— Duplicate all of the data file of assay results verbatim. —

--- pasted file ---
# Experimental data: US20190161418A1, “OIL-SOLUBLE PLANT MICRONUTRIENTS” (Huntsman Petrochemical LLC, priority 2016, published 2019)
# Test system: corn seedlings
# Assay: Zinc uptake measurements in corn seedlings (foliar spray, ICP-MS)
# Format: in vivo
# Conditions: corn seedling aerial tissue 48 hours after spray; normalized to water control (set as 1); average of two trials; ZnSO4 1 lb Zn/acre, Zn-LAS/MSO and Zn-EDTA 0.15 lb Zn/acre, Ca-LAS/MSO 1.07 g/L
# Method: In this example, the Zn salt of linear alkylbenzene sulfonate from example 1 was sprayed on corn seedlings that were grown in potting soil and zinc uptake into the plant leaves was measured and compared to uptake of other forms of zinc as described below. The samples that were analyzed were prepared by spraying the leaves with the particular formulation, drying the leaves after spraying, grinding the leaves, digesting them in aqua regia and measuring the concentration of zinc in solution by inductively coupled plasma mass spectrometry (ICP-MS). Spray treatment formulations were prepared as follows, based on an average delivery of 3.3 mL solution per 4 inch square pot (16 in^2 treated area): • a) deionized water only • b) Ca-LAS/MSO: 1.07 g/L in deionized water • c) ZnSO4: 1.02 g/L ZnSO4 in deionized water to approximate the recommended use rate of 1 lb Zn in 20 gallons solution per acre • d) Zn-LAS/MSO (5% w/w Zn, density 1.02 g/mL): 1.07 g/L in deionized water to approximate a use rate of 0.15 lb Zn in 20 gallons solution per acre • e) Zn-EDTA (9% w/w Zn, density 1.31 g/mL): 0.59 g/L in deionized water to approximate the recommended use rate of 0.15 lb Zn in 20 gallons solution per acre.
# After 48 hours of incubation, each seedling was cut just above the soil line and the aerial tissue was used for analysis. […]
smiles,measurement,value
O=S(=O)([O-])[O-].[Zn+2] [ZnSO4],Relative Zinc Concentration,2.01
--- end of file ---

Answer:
# Experimental data: US20190161418A1, “OIL-SOLUBLE PLANT MICRONUTRIENTS” (Huntsman Petrochemical LLC, priority 2016, published 2019)
# Test system: corn seedlings
# Assay: Zinc uptake measurements in corn seedlings (foliar spray, ICP-MS)
# Format: in vivo
# Conditions: corn seedling aerial tissue 48 hours after spray; normalized to water control (set as 1); average of two trials; ZnSO4 1 lb Zn/acre, Zn-LAS/MSO and Zn-EDTA 0.15 lb Zn/acre, Ca-LAS/MSO 1.07 g/L
# Method: In this example, the Zn salt of linear alkylbenzene sulfonate from example 1 was sprayed on corn seedlings that were grown in potting soil and zinc uptake into the plant leaves was measured and compared to uptake of other forms of zinc as described below. The samples that were analyzed were prepared by spraying the leaves with the particular formulation, drying the leaves after spraying, grinding the leaves, digesting them in aqua regia and measuring the concentration of zinc in solution by inductively coupled plasma mass spectrometry (ICP-MS). Spray treatment formulations were prepared as follows, based on an average delivery of 3.3 mL solution per 4 inch square pot (16 in^2 treated area): • a) deionized water only • b) Ca-LAS/MSO: 1.07 g/L in deionized water • c) ZnSO4: 1.02 g/L ZnSO4 in deionized water to approximate the recommended use rate of 1 lb Zn in 20 gallons solution per acre • d) Zn-LAS/MSO (5% w/w Zn, density 1.02 g/mL): 1.07 g/L in deionized water to approximate a use rate of 0.15 lb Zn in 20 gallons solution per acre • e) Zn-EDTA (9% w/w Zn, density 1.31 g/mL): 0.59 g/L in deionized water to approximate the recommended use rate of 0.15 lb Zn in 20 gallons solution per acre.
# After 48 hours of incubation, each seedling was cut just above the soil line and the aerial tissue was used for analysis. […]
smiles,measurement,value
O=S(=O)([O-])[O-].[Zn+2] [ZnSO4],Relative Zinc Concentration,2.01